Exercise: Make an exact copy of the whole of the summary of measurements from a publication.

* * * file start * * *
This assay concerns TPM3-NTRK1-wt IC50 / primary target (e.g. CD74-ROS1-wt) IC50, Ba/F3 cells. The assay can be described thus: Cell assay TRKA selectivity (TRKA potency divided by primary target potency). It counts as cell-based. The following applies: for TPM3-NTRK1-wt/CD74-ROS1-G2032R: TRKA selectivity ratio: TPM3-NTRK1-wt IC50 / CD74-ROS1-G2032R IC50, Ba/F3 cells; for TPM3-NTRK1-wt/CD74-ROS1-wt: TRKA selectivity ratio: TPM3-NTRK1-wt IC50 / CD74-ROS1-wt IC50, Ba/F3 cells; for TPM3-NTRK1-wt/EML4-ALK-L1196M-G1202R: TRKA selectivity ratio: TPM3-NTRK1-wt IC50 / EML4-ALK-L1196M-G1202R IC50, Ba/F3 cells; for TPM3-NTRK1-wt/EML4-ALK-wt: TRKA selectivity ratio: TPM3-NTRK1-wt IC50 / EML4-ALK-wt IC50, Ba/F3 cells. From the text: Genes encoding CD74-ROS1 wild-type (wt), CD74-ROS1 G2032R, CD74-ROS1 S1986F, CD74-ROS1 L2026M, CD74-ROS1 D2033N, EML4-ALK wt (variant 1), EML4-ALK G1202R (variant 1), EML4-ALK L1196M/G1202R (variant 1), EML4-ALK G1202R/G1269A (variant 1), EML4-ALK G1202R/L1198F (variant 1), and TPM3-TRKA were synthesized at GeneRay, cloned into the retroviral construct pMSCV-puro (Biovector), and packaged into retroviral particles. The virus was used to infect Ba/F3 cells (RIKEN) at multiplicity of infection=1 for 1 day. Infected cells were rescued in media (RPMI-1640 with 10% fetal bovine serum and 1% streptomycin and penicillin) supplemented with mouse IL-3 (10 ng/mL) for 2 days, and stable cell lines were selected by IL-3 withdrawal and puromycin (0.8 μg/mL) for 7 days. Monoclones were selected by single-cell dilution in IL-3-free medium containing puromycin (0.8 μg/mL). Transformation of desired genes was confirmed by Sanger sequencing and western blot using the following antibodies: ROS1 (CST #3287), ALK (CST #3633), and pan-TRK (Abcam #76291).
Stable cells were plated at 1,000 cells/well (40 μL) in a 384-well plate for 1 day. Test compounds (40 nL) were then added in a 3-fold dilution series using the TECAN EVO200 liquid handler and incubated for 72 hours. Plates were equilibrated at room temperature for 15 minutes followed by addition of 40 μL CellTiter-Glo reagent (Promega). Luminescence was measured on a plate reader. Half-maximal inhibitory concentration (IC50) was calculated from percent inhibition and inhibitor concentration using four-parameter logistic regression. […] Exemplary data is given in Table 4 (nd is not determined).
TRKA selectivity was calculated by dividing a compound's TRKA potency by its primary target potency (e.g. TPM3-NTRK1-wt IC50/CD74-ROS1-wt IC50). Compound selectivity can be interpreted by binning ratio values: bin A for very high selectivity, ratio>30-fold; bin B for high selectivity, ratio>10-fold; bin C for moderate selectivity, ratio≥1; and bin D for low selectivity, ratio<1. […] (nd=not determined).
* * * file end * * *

This assay concerns TPM3-NTRK1-wt IC50 / primary target (e.g. CD74-ROS1-wt) IC50, Ba/F3 cells. The assay can be described thus: Cell assay TRKA selectivity (TRKA potency divided by primary target potency). It counts as cell-based. The following applies: for TPM3-NTRK1-wt/CD74-ROS1-G2032R: TRKA selectivity ratio: TPM3-NTRK1-wt IC50 / CD74-ROS1-G2032R IC50, Ba/F3 cells; for TPM3-NTRK1-wt/CD74-ROS1-wt: TRKA selectivity ratio: TPM3-NTRK1-wt IC50 / CD74-ROS1-wt IC50, Ba/F3 cells; for TPM3-NTRK1-wt/EML4-ALK-L1196M-G1202R: TRKA selectivity ratio: TPM3-NTRK1-wt IC50 / EML4-ALK-L1196M-G1202R IC50, Ba/F3 cells; for TPM3-NTRK1-wt/EML4-ALK-wt: TRKA selectivity ratio: TPM3-NTRK1-wt IC50 / EML4-ALK-wt IC50, Ba/F3 cells. From the text: Genes encoding CD74-ROS1 wild-type (wt), CD74-ROS1 G2032R, CD74-ROS1 S1986F, CD74-ROS1 L2026M, CD74-ROS1 D2033N, EML4-ALK wt (variant 1), EML4-ALK G1202R (variant 1), EML4-ALK L1196M/G1202R (variant 1), EML4-ALK G1202R/G1269A (variant 1), EML4-ALK G1202R/L1198F (variant 1), and TPM3-TRKA were synthesized at GeneRay, cloned into the retroviral construct pMSCV-puro (Biovector), and packaged into retroviral particles. The virus was used to infect Ba/F3 cells (RIKEN) at multiplicity of infection=1 for 1 day. Infected cells were rescued in media (RPMI-1640 with 10% fetal bovine serum and 1% streptomycin and penicillin) supplemented with mouse IL-3 (10 ng/mL) for 2 days, and stable cell lines were selected by IL-3 withdrawal and puromycin (0.8 μg/mL) for 7 days. Monoclones were selected by single-cell dilution in IL-3-free medium containing puromycin (0.8 μg/mL). Transformation of desired genes was confirmed by Sanger sequencing and western blot using the following antibodies: ROS1 (CST #3287), ALK (CST #3633), and pan-TRK (Abcam #76291).
Stable cells were plated at 1,000 cells/well (40 μL) in a 384-well plate for 1 day. Test compounds (40 nL) were then added in a 3-fold dilution series using the TECAN EVO200 liquid handler and incubated for 72 hours. Plates were equilibrated at room temperature for 15 minutes followed by addition of 40 μL CellTiter-Glo reagent (Promega). Luminescence was measured on a plate reader. Half-maximal inhibitory concentration (IC50) was calculated from percent inhibition and inhibitor concentration using four-parameter logistic regression. […] Exemplary data is given in Table 4 (nd is not determined).
TRKA selectivity was calculated by dividing a compound's TRKA potency by its primary target potency (e.g. TPM3-NTRK1-wt IC50/CD74-ROS1-wt IC50). Compound selectivity can be interpreted by binning ratio values: bin A for very high selectivity, ratio>30-fold; bin B for high selectivity, ratio>10-fold; bin C for moderate selectivity, ratio≥1; and bin D for low selectivity, ratio<1. […] (nd=not determined).